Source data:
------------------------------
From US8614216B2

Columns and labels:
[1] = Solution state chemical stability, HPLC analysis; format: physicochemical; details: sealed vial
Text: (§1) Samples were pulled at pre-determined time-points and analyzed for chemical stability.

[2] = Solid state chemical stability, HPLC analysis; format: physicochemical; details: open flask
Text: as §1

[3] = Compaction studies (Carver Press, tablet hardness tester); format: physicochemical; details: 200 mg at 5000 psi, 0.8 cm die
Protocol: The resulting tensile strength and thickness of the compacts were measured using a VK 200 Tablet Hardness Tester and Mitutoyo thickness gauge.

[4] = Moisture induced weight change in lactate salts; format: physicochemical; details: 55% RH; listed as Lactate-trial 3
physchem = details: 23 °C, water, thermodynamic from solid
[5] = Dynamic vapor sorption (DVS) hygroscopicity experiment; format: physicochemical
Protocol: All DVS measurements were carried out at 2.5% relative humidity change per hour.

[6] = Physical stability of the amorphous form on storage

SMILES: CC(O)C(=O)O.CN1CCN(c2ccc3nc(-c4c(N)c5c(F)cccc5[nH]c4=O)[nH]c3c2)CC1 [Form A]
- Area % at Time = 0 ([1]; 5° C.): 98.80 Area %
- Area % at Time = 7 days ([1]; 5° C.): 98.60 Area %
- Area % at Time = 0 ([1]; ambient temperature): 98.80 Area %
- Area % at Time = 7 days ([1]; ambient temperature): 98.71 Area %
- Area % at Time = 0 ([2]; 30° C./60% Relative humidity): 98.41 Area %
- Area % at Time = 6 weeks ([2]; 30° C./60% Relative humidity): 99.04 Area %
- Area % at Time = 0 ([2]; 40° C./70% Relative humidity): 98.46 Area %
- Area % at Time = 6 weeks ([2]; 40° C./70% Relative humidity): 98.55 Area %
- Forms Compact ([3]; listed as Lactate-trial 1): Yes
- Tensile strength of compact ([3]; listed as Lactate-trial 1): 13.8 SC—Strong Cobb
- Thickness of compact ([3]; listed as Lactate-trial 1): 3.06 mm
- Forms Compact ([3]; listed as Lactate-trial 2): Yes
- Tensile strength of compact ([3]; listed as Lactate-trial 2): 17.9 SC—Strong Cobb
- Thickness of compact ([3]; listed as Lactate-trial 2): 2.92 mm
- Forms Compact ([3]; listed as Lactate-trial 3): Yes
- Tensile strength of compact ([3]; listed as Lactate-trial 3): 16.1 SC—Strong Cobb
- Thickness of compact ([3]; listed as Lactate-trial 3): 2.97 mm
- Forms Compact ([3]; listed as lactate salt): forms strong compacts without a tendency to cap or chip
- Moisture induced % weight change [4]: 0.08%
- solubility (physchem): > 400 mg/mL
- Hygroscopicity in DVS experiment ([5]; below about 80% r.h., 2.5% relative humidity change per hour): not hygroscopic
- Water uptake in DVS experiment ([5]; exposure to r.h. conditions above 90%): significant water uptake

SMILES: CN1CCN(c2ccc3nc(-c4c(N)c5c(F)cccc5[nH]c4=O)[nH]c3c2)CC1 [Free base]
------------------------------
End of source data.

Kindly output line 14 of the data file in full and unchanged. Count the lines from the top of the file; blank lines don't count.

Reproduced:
SMILES: CC(O)C(=O)O.CN1CCN(c2ccc3nc(-c4c(N)c5c(F)cccc5[nH]c4=O)[nH]c3c2)CC1 [Form A]